Looking Back, Watching Stars as They Rise in Britain

Looking Back, Watching Stars as They Rise in Britain

Looking Back, Watching Stars as They Rise in Britain

Looking Back, Watching Stars as They Rise in Britain

LONDON — These days, it’s via streaming that theater lovers here get their fix, and a look through some of the available archived performances can be revealing. What was a particular actor up to before they came onto your radar? An answer surely exists online — not least in Britain, where theater stars rise not meteorically, but gradually.

Consider three productions from the Royal Shakespeare Company (R.S.C.) dating back five years or more, each of which showcases a top-rank performer while they were still honing their craft. Lucian Msamati, Patsy Ferran and Michelle Terry were all working on attention-worthy projects just before the pandemic, but we now have a digital opportunity to catch them earlier, playing Iago, Portia and Beatrice, respectively.

These productions form part of the “Culture in Quarantine: Shakespeare” series on iPlayer, the BBC’s digital platform, and they are also among 25 R.S.C. titles available to stream via Marquee TV.

After an initial abundance of streaming opportunities at the beginning of the lockdown, our options are beginning to shrink. An early sequence of online titles from the Hampstead Theater concluded months ago, and the popular “National Theater at Home” series ended July 23, having shown 16 plays to an audience of 15 million across 173 countries, according to the theater.

The final play in that series was the director Michael Longhurst’s revelatory 2016 revival of “Amadeus,” which also starred Msamati, an actor well-known to devotees of “Game of Thrones” for playing the pirate-lord Salladhor Saan. His stage career has confounded expectation, whether as the envenomed court-composer, Antonio Salieri, in “Amadeus,” or as the envenomed soldier Iago in the R.S.C.’s 2015 “Othello,” directed by Iqbal Khan.

Msamati was the first Black actor to play that role for the company, and his Iago feels the brunt of racism just as much as Othello, played here by a volatile Hugh Quarshie: He winces at the foolish Roderigo’s demeaning description of Othello as “the thick-lips” and fully grasps the casual bully-boy condescension of Othello’s drunken lieutenant, Cassio (Jacob Fortune-Lloyd). In the end, Msamati’s Iago is reduced to mad, Joker-style laughter: a malcontent chortling at the havoc wrought by his own deception.

The surprises tend toward the sexual in a “Merchant of Venice” from the same Stratford season. The star turn here worth noting is from the fast-rising (and, on this occasion, fast-talking) Patsy Ferran, who went on to win an Olivier Award for “Summer and Smoke” and to make her Broadway debut in March in a revival of “Who’s Afraid of Virginia Woolf?” that never made it to opening night.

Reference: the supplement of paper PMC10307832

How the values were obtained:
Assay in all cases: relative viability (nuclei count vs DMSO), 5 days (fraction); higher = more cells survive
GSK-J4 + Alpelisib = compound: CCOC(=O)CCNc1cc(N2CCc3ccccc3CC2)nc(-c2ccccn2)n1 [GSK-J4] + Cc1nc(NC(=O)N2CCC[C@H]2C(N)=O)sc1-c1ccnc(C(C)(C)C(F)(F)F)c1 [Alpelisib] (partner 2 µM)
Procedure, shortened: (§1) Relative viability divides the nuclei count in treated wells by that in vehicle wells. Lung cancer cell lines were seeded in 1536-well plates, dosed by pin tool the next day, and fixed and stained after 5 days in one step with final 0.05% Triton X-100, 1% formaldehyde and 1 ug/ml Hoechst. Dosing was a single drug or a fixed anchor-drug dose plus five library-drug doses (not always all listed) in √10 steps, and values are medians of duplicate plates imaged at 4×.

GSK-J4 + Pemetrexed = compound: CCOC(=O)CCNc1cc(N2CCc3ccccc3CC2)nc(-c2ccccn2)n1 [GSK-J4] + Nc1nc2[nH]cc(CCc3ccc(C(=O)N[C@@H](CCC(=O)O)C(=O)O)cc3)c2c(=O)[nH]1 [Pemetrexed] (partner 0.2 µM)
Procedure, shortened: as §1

Ferran makes an unexpectedly perky Portia, the heiress whose hard-won marriage to the eager Bassanio (Fortune-Lloyd again) is complicated in this production by her youthful husband’s bisexuality: As directed by Polly Findlay, this “Merchant” makes plain that Bassanio’s abiding affections rest with Jamie Ballard’s teary Antonio. The two men’s love for one another runs far deeper than anything Portia is likely to know.

The result, as with the R.S.C.’s “Othello,” is to gently shift perspective on a familiar play. You remain aware of the grievous fate suffered by the Jewish moneylender Shylock (a bearded, impassioned Makram J. Khoury), whose disgrace hangs over the comic resolution in the final act. But Ferran’s sprightly, open-faced performance transforms Portia from a potential prig to a confused young woman who finally gets the partner she wants, only to realize his heart lies elsewhere.

Love, of course, is also the focus of “Much Ado About Nothing,” and the R.S.C.’s 2014 production — originally retitled “Love’s Labour Won,” but changed back to the original when it transferred to the West End — lets us see Terry, in the role of Beatrice, several years before she was appointed the artistic director of Shakespeare’s Globe.

Terry’s time at the Globe has been a mixed affair, but it began promisingly with the actress playing a mentally agile, emotionally alert Hamlet — two qualities she also brings to the role of Beatrice. I’ve seen fizzier, more buoyant characterizations, and the English country house setting for the play sometimes feels as if Shakespeare has been sidelined in favor of Noël Coward.

But Terry’s comparatively somber reading of the part amplifies the emotional damage that has been inflicted upon Beatrice by the gallant soldier Benedick (Edward Bennett), whom she claims to revile, but comes to adore.

And if the effect lessens the playfulness of this celebrated “skirmish of wit,” it testifies to the intelligence of a performer who understands Shakespeare in her bones, and I can’t wait to see what she does next at the Globe.

That will of course be contingent on live theater finding its way back into the light: Here in Britain, such a time seems very far away. Until then, streaming will more than do.

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